Frederica is one of a handful of Regencies which Georgette Heyer titled with the heroine’s first name. In today’s article, historical romance novelist, Miranda Neville, gives us some tantalizing glimpses into both the humor and romance of the story, combined as only Heyer could. What is your view with regard to Frederica’s late recognition of her love for Alverstoke? Do you consider it a flaw in the story, or the typical response of a young woman of her time and station in life?
All visitors are welcome to share their opinions on Regency romance, or Frederica in particular, in comments to this article.
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Frederica: When do they know they’re in love?
Frederica sees Heyer at the height of her powers. It’s laugh aloud funny—the episode of the Baluchistan hound is comedy at its best—and contains wonderful secondary characters as well as a delicious main couple. The banter between Frederica and Alverstoke is brilliant. Neither allows the other to get away with anything—in a teasing never antagonistic way—and it’s clear almost from the start that they are made for each other.
Alverstoke is a splendid creation, inspiration for numerous perfect, bored noblemen: good-looking, superbly dressed, excellent at every sport, witty and extremely intelligent. His fault, which he acknowledges, is selfishness. Early on there is an exchange with Frederica about his own cold childhood.
"I came into the world hosed and shod, and was so precious to my parents that a special establishment was created for me. Until I went to Harrow, I enjoyed the undivided attention of nurses, valets, grooms, tutors, and — oh, all that money could provide!"
"Oh, poor little boy!" she exclaimed involuntarily.
Thus in few words does Heyer explain how Alverstoke became the man he is. That he confides this much in Frederica, whom he doesn’t know well, signals his early attraction and sets up the theme of his transformation. For Frederica is a novel all about family.
While Frederica has devoted her life to her adored, though not perfect family, virtually raising four younger siblings, Alverstoke barely does his duty to his relations, and never at the expensive of his own comfort. When he takes on the informal guardianship of the cash-strapped Merriville family, it’s only to annoy his sisters.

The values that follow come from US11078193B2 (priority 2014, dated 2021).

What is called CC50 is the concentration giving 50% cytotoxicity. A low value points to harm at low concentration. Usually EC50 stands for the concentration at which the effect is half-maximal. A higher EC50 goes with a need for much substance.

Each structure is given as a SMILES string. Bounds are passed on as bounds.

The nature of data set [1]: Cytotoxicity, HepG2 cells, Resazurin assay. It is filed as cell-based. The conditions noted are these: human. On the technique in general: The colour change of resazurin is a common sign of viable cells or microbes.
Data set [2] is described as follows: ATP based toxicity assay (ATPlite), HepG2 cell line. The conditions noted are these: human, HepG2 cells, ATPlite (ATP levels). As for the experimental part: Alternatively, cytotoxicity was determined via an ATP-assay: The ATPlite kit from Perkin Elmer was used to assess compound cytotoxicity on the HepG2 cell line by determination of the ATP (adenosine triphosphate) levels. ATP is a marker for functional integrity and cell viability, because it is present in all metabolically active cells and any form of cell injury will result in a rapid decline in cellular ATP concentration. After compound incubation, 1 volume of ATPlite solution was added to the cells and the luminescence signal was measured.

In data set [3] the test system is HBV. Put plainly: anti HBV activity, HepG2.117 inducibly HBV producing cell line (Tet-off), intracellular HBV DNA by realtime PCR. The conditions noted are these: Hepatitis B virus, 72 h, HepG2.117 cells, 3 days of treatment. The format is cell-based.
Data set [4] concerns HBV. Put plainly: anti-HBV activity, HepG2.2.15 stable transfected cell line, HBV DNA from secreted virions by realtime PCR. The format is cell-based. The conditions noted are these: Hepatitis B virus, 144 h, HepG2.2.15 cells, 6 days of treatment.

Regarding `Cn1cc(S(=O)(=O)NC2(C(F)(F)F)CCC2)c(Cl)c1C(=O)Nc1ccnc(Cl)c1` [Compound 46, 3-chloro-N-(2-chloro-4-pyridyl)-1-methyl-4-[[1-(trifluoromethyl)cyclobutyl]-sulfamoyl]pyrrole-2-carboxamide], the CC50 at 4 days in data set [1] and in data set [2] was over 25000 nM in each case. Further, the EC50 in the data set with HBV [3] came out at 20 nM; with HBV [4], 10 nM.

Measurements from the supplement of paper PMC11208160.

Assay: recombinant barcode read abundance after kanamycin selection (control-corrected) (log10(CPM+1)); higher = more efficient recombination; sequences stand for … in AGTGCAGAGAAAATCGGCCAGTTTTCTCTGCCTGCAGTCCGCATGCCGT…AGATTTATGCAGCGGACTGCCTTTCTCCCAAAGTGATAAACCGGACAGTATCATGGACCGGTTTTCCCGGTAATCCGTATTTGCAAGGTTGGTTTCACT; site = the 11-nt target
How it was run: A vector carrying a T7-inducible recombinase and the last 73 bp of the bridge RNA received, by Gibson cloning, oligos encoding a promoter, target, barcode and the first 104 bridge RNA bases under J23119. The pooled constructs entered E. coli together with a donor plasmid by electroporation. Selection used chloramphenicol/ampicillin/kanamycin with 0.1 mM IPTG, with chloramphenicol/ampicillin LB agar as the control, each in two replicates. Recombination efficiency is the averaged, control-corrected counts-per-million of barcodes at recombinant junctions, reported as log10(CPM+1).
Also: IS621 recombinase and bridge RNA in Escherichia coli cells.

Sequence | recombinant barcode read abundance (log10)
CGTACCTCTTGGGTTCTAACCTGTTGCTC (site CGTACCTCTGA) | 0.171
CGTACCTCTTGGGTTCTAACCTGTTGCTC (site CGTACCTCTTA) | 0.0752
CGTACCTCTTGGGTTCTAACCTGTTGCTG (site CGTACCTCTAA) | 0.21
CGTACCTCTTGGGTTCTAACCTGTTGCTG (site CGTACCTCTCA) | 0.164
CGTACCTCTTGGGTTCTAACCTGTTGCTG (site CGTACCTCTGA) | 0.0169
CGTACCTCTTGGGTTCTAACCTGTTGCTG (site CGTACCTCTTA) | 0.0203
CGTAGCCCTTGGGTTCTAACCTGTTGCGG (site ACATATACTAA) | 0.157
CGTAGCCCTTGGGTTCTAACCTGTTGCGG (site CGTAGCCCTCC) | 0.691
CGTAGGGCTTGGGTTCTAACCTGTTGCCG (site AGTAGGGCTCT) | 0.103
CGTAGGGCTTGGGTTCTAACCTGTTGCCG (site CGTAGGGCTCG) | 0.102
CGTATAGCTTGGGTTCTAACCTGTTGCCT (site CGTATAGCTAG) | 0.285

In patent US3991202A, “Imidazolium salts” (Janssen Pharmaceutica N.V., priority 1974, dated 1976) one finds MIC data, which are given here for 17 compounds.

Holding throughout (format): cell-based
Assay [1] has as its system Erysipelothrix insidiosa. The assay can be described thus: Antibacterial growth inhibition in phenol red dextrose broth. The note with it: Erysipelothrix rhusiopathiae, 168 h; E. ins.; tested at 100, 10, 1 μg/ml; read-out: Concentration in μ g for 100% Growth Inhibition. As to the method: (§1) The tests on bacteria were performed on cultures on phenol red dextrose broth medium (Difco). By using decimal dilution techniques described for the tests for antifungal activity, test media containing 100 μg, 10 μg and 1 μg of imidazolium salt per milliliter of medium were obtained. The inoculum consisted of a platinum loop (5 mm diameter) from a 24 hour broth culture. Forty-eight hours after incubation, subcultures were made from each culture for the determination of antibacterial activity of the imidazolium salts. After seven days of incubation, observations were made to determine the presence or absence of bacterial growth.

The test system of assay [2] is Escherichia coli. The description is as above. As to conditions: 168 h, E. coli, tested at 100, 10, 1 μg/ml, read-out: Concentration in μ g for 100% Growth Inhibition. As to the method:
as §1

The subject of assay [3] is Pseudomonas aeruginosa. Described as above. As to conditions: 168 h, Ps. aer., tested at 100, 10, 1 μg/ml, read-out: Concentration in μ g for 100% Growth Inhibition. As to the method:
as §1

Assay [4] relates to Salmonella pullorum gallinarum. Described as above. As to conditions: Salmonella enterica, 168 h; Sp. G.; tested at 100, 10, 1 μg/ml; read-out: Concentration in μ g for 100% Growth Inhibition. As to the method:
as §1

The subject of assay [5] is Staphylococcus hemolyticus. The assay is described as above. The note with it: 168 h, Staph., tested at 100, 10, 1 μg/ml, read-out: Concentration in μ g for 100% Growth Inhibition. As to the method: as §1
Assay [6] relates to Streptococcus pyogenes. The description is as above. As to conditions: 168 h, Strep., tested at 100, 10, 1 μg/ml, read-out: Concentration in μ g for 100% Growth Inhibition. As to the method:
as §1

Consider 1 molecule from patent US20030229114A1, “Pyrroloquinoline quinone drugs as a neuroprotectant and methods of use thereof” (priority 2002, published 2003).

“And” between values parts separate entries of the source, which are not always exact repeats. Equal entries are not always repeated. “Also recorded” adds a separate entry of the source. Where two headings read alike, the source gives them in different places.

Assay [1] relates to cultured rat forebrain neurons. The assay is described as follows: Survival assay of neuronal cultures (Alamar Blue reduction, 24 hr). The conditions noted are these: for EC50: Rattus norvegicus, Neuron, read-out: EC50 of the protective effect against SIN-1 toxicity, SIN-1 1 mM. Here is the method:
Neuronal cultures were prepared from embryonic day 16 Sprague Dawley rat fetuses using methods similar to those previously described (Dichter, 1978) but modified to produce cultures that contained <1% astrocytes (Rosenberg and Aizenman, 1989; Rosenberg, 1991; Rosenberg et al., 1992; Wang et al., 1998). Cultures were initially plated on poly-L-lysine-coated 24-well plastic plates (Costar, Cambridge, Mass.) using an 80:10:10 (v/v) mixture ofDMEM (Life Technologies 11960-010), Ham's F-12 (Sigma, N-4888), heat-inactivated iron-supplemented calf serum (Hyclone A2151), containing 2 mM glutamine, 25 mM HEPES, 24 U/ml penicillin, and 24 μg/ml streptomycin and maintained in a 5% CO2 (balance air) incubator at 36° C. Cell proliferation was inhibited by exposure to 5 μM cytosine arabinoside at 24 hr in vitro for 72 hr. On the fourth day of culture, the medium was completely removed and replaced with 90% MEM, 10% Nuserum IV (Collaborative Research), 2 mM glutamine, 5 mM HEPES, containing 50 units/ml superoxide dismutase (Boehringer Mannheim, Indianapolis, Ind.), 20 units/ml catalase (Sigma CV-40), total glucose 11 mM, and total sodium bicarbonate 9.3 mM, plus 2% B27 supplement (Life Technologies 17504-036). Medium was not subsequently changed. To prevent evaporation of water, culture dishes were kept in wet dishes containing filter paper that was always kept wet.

When the "guardianship" turns out to be more demanding than he had expected (see the Baluchistan hound) he begins to enjoy the responsibilities of family, and to fall in love. The lack of a suspense plot and the focus on the feelings of the central characters make Frederica one of the most purely romantic of Heyer’s novels.
Reflecting Alverstoke’s unusual degree of self-awareness, the author shows us the development of his feelings for Frederica, through the eyes of observers and in extensive passages in his point of view. To an unusual degree for Heyer, we see him pass from liking to cautious affection to passionate love.
"His own doubts were at an end. The more he saw of her the more he loved her, and as he’d never loved any woman before. Not the most beautiful of his mistresses had inspired him with a desire to shield her from every adverse wind."
But what of Frederica? Heyer’s heroines often fail to acknowledge their feelings until the hero speaks. Judith in Regency Buck, Eleanor in The Reluctant Widow, and Drusilla in The Quiet Gentlemen come to mind, and there are others. We know that they are in love but we don’t see it, at least in the point-of-view passages we are given. There are reasons for this, ranging from denial because the hero can’t possibly love them to—perhaps—a dislike of overt sentimentality on the part of the author.
In Frederica the boot is on the other foot: Alverstoke hesitates to declare himself partly because he can’t tell if she feels the same way. Frederica’s denial seems almost willful. Yes, she is too busy looking after her siblings to think of marriage, but still, how can she not realize her feelings—obvious to almost everyone else—for such a fabulous man?
Even toward the end of the book, when the dauntless heroine pretty much falls to pieces whenever Alverstoke is absent (a brilliant display of showing not telling), she has to be told what her feelings mean and they come as a surprise.
"But I am not blind to your faults, and I do not think that everything you do or say is right! Only—is it being—not very comfortable—and cross—and not quite happy, when you aren’t there? …. Now I know! I am in love."
I’d love to know whether other readers find Frederica’s emotional ignorance plausible, or if it’s a small flaw in an almost perfect novel and a wonderful romance.
Miranda Neville’s historical romances include the Burgundy Club series, about Regency book collectors, and The Wild Quartet. She grew up in England and now lives in Vermont with her daughter, her cat, and a ridiculously large collection of Christmas tree ornaments. Her novella in the anthology Christmas in Duke Street will be available October 15, 2015.